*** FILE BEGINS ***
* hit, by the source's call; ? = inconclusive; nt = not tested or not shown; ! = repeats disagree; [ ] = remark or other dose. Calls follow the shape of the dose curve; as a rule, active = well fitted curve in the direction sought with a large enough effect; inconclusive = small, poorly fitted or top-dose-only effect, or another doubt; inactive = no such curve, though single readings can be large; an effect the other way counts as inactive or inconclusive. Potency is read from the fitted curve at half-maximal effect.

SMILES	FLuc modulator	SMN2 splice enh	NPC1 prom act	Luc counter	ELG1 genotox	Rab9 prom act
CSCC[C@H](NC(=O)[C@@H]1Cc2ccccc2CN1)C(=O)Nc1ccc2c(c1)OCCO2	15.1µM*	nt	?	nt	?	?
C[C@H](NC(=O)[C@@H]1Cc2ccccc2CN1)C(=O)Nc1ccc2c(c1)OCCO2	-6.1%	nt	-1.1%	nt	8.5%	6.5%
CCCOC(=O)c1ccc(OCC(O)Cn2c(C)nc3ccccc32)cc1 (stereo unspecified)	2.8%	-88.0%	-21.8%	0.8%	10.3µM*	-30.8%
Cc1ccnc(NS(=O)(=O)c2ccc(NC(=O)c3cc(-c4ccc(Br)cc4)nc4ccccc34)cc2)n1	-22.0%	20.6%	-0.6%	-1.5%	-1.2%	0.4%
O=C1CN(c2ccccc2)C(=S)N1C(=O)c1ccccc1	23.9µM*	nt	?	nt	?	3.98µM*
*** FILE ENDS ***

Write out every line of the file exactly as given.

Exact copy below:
* hit, by the source's call; ? = inconclusive; nt = not tested or not shown; ! = repeats disagree; [ ] = remark or other dose. Calls follow the shape of the dose curve; as a rule, active = well fitted curve in the direction sought with a large enough effect; inconclusive = small, poorly fitted or top-dose-only effect, or another doubt; inactive = no such curve, though single readings can be large; an effect the other way counts as inactive or inconclusive. Potency is read from the fitted curve at half-maximal effect.

SMILES	FLuc modulator	SMN2 splice enh	NPC1 prom act	Luc counter	ELG1 genotox	Rab9 prom act
CSCC[C@H](NC(=O)[C@@H]1Cc2ccccc2CN1)C(=O)Nc1ccc2c(c1)OCCO2	15.1µM*	nt	?	nt	?	?
C[C@H](NC(=O)[C@@H]1Cc2ccccc2CN1)C(=O)Nc1ccc2c(c1)OCCO2	-6.1%	nt	-1.1%	nt	8.5%	6.5%
CCCOC(=O)c1ccc(OCC(O)Cn2c(C)nc3ccccc32)cc1 (stereo unspecified)	2.8%	-88.0%	-21.8%	0.8%	10.3µM*	-30.8%
Cc1ccnc(NS(=O)(=O)c2ccc(NC(=O)c3cc(-c4ccc(Br)cc4)nc4ccccc34)cc2)n1	-22.0%	20.6%	-0.6%	-1.5%	-1.2%	0.4%
O=C1CN(c2ccccc2)C(=S)N1C(=O)c1ccccc1	23.9µM*	nt	?	nt	?	3.98µM*